Boeing land deal could mean more jet work in N. Charleston

An aerial view of the Boeing South Carolina 787 campus at Charleston International Airport from November 2011. (Leroy Burnell/Staff/File) Buy this photo

Boeing South Carolina is looking to amass more than 1,070 acres beneath and around its North Charleston aircraft plant for possible future expansions.

The Charleston County Aviation Authority voted today to begin talks to sell to Boeing about 320 acres the agency owns along International Boulevard, across the road from the aerospace giant’s 787 manufacturing campus.

A price has not been established.

Also, Boeing is seeking the rights to purchase another 488 acres closer to Dorchester Road, and it’s getting an option to acquire the 265 acres it now occupies at Charleston International Airport.

Boeing leases its 787 property from the airport. The company wants to be able to buy it outright by 2025, well before its lease is up in 2041.

The land deal was announced after an hour-long closed-door session that included airport authority members, Boeing officials and state lawmakers.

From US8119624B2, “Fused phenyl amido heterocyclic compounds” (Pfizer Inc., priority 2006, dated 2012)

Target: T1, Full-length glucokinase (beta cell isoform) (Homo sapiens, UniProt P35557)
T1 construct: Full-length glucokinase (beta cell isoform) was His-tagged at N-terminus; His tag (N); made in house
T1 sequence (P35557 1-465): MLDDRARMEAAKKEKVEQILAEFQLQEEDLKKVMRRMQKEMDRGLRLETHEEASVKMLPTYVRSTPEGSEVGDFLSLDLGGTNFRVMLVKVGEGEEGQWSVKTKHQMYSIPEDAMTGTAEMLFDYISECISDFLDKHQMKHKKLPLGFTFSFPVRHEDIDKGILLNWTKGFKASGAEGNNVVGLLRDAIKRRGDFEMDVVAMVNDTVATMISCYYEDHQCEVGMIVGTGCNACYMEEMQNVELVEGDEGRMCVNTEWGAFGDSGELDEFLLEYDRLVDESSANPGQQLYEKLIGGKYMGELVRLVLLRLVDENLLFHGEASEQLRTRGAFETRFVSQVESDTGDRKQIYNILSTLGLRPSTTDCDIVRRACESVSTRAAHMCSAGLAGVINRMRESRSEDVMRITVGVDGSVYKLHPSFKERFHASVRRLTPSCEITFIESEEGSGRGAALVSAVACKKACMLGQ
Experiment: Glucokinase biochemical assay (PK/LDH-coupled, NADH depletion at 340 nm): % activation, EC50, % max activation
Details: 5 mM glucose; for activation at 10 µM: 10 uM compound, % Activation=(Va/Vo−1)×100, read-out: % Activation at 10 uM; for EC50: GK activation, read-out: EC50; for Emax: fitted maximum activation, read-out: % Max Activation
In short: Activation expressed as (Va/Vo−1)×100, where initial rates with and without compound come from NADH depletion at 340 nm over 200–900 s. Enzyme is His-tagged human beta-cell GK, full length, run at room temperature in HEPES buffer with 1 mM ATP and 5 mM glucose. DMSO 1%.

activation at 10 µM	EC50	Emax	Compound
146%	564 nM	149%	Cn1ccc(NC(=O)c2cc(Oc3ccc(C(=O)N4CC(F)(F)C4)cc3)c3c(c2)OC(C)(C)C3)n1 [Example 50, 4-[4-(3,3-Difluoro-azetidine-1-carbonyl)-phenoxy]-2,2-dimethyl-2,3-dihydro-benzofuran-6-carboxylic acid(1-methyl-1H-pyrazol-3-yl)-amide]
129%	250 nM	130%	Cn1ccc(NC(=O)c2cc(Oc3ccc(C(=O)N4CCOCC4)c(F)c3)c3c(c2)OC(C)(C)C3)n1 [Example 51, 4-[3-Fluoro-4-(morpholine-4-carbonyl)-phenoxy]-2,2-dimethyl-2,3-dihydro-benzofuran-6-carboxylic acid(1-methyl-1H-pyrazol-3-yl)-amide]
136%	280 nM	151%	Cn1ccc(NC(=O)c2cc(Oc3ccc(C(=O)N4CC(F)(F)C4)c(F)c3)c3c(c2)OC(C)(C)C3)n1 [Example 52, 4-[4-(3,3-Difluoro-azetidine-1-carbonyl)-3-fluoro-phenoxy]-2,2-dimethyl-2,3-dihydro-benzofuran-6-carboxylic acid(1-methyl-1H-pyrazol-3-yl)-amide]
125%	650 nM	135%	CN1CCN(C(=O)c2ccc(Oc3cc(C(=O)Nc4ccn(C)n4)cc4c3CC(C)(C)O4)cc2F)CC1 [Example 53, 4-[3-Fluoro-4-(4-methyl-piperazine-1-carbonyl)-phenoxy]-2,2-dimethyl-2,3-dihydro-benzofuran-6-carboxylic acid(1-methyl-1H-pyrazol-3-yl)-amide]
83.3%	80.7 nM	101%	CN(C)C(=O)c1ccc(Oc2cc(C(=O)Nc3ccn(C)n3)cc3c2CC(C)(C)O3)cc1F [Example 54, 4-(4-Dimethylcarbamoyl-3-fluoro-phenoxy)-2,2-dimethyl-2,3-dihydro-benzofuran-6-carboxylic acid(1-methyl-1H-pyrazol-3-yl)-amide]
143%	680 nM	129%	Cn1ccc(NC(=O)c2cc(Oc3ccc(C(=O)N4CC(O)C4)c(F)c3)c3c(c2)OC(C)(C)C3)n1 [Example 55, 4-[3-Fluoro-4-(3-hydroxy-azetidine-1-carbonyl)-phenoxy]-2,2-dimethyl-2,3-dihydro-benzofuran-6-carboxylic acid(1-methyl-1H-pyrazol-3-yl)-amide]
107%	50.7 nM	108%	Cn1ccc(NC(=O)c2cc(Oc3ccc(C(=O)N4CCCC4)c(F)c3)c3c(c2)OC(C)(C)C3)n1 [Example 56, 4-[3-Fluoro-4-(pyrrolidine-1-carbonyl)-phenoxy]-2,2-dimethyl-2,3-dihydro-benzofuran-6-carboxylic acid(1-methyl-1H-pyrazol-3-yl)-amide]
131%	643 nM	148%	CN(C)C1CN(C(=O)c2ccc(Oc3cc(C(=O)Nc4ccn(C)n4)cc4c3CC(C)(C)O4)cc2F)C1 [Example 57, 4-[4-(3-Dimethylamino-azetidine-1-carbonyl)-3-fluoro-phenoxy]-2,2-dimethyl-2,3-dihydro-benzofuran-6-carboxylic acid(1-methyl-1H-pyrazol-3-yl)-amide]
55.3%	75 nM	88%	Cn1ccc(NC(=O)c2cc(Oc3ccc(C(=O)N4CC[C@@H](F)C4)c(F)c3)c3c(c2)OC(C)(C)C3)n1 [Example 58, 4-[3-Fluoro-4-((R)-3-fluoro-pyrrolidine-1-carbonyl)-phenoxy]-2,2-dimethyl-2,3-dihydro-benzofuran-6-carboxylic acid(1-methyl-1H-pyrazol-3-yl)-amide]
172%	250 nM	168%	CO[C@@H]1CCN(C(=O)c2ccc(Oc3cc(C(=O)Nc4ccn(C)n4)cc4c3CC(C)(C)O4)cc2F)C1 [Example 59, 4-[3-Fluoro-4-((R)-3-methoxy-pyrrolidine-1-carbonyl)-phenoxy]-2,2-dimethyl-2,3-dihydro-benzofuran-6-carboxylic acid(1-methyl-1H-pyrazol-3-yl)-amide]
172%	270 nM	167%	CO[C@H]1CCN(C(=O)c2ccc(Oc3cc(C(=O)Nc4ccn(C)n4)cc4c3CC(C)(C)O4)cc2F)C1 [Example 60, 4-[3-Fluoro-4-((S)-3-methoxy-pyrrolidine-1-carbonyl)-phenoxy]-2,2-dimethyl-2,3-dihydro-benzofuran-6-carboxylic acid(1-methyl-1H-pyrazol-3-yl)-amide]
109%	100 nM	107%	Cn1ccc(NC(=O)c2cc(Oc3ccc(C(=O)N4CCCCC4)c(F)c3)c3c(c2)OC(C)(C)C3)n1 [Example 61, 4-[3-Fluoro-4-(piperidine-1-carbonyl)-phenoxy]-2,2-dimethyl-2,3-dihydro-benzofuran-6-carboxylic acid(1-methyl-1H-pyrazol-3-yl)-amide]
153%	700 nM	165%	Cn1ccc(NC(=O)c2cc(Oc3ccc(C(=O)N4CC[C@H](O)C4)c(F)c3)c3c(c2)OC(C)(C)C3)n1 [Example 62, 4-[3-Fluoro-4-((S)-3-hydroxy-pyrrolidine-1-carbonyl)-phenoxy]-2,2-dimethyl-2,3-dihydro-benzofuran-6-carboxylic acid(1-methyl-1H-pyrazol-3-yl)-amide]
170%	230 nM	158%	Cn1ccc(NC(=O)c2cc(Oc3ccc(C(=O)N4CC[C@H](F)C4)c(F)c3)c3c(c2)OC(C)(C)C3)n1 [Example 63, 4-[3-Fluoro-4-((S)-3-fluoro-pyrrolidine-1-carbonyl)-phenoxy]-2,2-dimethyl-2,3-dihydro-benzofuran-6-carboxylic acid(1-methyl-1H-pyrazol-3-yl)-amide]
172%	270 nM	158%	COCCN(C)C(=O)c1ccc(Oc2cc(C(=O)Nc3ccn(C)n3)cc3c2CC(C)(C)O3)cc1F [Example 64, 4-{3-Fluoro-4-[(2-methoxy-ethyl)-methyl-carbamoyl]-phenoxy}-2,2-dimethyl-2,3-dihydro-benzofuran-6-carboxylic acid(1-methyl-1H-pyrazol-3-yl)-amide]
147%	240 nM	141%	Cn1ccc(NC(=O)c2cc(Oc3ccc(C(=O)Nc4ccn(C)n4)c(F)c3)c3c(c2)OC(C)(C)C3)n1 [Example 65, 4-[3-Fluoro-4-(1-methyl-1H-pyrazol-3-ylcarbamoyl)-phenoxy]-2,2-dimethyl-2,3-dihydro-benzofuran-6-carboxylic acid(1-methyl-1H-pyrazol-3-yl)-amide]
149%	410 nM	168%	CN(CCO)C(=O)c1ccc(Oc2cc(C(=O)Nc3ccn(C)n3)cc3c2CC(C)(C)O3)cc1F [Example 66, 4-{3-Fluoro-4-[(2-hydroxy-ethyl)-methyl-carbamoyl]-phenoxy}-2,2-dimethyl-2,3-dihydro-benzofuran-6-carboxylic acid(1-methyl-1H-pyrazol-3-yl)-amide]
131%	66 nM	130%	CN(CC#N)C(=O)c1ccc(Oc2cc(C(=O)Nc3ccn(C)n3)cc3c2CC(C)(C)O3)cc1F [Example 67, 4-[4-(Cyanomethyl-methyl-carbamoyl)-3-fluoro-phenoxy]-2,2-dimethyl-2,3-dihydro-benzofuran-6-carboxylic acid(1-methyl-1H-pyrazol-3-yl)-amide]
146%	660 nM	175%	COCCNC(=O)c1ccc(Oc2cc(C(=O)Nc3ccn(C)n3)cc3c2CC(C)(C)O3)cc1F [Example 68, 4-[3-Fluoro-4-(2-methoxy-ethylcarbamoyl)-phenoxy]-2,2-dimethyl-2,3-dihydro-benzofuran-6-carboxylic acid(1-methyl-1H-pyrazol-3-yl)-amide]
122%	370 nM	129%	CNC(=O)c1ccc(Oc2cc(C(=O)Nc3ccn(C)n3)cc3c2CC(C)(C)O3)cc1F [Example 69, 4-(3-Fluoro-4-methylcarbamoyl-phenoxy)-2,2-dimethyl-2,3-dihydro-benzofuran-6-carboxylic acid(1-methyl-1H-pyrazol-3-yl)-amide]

Charleston Mayor Joe Riley called Boeing’s proposal “excellent news for the region” as it signifies Boeing’s intention to expand their operations.

“They’re not in the business of land banking,” Riley told the packed board room.

Boeing assembles 787 Dreamliners at the airport with a workforce of more than 6,000 direct employees and contractors.

Boeing officials did not say exactly what the property will be used for. But some longtime observers of the Chicago-based aerospace giant already have some concrete ideas.

“We believe Boeing is preparing to eventually locate new airplane programs in Charleston rather than Washington State,” Scott Hamilton of Issaquah, Wash.-based aviation consulting firm Leeham Co. wrote in an email.

Hamilton said he would “not be at all suprised” to see the double-stretch Dreamliner, the 787-10, assembled in North Charleston. He also floated the possibility of the 777X or the eventual successor to the 737 MAX being made in South Carolina in the coming decades.

“This is entirely our assessment — we can’t say we know anything about this,” Hamilton said. “But the old adage is that if it looks like a duck and walks like a duck, then it’s a duck. And this sure quacks to us.”

Check Friday’s editions of The Post and Courier for more details.

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